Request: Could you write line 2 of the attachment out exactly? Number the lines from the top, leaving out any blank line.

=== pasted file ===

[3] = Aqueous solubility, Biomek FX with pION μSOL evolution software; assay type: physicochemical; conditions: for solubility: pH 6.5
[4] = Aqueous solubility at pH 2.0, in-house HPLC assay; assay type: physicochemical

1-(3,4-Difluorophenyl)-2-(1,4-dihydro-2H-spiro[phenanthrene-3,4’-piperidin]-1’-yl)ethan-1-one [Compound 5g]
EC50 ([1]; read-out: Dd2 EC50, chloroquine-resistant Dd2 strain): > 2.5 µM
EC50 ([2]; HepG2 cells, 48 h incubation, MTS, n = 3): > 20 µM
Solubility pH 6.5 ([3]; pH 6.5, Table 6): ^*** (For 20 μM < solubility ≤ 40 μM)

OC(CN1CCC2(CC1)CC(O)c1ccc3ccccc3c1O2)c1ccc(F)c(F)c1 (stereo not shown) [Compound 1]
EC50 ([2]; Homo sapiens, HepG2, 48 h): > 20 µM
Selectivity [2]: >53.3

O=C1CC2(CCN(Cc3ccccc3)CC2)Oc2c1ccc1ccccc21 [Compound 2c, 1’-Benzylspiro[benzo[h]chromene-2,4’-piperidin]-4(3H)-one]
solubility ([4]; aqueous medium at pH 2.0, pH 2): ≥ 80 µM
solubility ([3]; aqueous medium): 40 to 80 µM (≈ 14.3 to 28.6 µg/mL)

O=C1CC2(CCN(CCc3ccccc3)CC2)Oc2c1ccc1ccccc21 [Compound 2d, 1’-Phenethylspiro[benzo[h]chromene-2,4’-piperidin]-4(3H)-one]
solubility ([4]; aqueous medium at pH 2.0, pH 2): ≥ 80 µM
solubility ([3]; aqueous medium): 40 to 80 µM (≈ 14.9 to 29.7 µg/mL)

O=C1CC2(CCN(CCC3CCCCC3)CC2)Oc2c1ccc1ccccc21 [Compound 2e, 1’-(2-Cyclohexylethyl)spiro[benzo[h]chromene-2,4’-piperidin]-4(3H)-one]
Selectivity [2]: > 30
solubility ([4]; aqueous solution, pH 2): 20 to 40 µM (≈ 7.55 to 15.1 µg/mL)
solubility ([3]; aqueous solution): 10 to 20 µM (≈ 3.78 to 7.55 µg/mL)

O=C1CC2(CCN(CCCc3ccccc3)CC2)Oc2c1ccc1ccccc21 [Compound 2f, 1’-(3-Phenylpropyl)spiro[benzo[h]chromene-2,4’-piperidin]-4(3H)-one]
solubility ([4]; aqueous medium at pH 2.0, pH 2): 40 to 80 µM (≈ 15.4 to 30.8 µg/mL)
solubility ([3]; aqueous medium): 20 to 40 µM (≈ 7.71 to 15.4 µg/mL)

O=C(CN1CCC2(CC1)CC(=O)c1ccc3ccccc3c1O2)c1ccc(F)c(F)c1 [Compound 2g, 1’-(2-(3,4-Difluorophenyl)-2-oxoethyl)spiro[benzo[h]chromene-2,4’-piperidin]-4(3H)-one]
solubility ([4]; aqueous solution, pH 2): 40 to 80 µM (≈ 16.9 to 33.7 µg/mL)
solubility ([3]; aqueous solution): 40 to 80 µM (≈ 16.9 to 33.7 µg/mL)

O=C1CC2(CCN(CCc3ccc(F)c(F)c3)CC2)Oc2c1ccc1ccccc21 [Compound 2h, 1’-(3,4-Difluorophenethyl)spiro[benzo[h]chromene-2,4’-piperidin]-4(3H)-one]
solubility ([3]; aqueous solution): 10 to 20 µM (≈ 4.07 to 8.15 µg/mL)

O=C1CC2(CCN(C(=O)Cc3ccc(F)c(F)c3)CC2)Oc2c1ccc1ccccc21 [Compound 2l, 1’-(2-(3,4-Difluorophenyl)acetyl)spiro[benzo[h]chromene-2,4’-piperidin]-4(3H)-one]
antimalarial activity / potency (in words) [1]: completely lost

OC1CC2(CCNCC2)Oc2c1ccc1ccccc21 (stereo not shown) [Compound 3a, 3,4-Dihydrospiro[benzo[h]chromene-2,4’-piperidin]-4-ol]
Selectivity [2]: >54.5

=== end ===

[4] = Aqueous solubility at pH 2.0, in-house HPLC assay; assay type: physicochemical